Coach Prime’s Stevenson connection

SU lecturer has spoken with football legend Deion Sanders, whose impact is being felt on and off the field
Coach Prime, aka Deion Sanders, during his college days at FSU
Coach Prime, aka Deion Sanders, during his college days at FSU
Florida Memory

Back in 1988, when Stevenson senior lecturer Jeff Browne worked in Gainesville as a sports reporter covering University of Florida athletics, he took a weekly drive up to Tallahassee to write about the Florida State football team.  

Jeff Browne back in the ’80s at UF
Browne is now a senior lecturer at SU

During the team’s lunch hour, Browne interviewed players.  

Amid the bustling lunchroom, there was always one table with constant traffic. At this table sat Deion Sanders and usually about a dozen other players, all listening intently to the senior All-American defensive back. Like a preacher performing a Sunday service, when Sanders spoke, people listened.  

Browne, who interviewed Sanders multiple times, noticed that Sanders was and still is a “…great leader. Lots of people gravitated towards him.” 

Sanders, now better known as “Coach Prime,” has always been a polarizing figure. Since taking over as the head coach of Colorado football, Sanders has made a significant impact on and off the field, especially within the Black community.  

Colorado hasn’t been known as a football school since their last conference title in 2001, but since Sanders was hired, Colorado is pulling numbers they’ve never seen before. In a recent 48-41 loss at home against USC, 7.24 million viewers tuned in.  

Every college football fan is paying attention to Sanders and the Buffaloes, and even non-college football fans have started to care

Evan Grabus, a junior at SU, is a big NFL fan, but doesn’t usually pay much attention to college football. Yet Grabus knows all about what Sanders is doing in Colorado. How can you not? If someone even remotely follows sports, their social media timeline is full of hot takes, highlights, and speeches surrounding Sanders and Colorado.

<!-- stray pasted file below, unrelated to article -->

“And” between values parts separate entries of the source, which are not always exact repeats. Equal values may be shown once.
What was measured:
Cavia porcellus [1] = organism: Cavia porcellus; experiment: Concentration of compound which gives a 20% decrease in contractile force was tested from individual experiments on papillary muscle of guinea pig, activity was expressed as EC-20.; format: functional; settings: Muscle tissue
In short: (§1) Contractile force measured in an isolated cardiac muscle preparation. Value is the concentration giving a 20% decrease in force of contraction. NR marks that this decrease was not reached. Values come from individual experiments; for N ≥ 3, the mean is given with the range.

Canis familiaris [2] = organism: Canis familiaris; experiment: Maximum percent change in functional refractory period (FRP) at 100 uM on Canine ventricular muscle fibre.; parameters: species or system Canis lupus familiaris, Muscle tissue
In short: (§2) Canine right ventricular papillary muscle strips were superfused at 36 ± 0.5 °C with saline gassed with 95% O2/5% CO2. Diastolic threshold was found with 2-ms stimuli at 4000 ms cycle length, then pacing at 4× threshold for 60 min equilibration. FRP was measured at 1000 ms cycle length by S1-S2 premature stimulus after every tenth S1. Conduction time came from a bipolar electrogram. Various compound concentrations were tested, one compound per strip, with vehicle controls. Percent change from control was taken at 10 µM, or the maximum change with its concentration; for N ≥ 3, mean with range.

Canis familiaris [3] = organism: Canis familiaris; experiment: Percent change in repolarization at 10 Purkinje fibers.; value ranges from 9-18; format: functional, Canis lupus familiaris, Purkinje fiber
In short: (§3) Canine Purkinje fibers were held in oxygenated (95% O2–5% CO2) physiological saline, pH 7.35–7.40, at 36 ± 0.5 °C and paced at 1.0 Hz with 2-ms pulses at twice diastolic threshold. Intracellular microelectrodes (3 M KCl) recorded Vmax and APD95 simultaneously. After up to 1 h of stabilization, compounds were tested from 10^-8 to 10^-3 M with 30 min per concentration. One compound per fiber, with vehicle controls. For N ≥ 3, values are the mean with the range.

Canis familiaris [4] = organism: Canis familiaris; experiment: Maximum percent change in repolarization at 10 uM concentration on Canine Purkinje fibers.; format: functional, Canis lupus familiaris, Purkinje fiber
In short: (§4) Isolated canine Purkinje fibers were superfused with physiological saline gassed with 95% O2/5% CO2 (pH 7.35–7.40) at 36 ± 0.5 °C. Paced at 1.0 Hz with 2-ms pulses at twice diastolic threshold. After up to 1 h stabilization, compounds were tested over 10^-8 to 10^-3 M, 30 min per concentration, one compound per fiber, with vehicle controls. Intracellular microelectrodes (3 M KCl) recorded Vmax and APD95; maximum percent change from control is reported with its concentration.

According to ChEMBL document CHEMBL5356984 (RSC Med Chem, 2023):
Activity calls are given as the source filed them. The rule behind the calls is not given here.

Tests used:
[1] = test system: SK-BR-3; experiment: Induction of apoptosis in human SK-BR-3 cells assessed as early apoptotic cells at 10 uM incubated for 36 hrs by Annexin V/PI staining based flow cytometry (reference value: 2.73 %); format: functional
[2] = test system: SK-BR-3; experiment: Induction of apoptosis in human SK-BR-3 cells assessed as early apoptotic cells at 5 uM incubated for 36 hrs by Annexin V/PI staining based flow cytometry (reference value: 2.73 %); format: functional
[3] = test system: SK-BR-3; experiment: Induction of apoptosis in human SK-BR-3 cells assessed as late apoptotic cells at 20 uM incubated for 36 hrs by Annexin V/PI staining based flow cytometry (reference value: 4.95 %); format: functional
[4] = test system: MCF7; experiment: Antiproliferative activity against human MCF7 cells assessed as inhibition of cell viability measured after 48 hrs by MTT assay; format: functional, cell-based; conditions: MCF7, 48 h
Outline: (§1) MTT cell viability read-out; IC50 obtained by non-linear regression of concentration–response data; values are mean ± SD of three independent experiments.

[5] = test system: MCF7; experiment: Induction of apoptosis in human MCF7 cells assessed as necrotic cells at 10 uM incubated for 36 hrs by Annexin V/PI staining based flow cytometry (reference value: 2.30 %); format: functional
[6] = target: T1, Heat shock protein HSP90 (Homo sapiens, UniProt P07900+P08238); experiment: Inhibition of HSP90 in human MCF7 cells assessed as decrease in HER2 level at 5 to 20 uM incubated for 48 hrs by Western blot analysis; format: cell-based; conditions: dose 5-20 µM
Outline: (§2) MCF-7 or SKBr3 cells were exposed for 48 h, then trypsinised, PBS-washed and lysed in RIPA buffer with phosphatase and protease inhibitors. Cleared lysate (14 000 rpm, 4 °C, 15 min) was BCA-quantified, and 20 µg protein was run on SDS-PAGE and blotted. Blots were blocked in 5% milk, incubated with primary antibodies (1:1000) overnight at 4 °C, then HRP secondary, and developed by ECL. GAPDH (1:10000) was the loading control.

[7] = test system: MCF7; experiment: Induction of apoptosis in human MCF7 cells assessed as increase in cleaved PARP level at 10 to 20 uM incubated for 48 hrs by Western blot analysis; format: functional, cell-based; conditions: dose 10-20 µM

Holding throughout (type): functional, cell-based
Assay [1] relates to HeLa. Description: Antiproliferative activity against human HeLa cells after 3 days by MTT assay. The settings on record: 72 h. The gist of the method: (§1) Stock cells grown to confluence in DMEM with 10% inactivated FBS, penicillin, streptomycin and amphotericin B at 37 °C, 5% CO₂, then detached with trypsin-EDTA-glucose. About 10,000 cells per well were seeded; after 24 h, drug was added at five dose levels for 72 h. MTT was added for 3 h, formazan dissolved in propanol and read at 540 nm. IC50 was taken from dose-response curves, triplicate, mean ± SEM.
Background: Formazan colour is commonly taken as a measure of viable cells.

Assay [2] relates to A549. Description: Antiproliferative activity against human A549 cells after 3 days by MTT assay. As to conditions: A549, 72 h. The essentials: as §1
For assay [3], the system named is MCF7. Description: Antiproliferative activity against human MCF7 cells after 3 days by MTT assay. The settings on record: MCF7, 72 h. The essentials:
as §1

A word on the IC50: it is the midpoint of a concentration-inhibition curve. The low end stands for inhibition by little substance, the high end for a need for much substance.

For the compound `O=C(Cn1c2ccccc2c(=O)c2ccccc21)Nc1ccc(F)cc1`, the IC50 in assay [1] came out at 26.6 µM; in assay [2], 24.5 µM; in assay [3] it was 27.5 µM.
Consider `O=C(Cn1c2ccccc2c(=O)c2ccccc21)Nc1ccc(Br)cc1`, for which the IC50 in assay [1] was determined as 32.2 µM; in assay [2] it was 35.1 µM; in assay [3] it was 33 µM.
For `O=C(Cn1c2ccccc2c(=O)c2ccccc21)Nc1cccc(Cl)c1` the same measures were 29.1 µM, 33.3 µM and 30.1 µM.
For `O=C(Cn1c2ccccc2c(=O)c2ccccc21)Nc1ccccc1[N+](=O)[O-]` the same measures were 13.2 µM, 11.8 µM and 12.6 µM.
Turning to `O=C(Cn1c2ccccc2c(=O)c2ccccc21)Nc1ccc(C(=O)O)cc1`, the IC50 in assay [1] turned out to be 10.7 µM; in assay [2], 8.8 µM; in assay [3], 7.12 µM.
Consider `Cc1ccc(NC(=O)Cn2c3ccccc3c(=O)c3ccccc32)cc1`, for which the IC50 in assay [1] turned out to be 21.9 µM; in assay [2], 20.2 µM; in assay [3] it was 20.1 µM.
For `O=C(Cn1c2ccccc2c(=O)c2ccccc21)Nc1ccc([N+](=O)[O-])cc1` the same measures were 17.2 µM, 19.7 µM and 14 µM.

Grabus mentioned Sanders’ polarizing effect, and that although he is having success (the Buffs are 3-2 on the season after finishing 1-11 last season), Grabus has his suspicions regarding the topic of Coach Prime coaching in the NFL.  

“There will probably be lots of loud-mouthing” Grabus noted, “It could take away from the players and become a distraction.”  

But Sanders is making an immense impact, regardless. The impact is bigger than football. His coaching style is drawing much attention from non-athletes and the Black community.  

Junior defensive lineman, Gordy Hoover (Gomustangsports)

Gordy Hoover, a junior football player at SU, said Sanders “…teaches his players how to grow as a man through football.”  

Sanders is creating a brotherhood in Colorado. Browne taught there from 2013-2017, and he said the university is known as more of a liberal preppy school with predominantly white students in a predominantly white state. The culture Sanders has instilled on campus is making it known that one does not need to conform to another culture to be great.  

Ultimately Sanders wants to prove that his way of coaching football can positively impact any place he goes. 

Sanders is a prime example of “football bringing people together,” Hoover said.  

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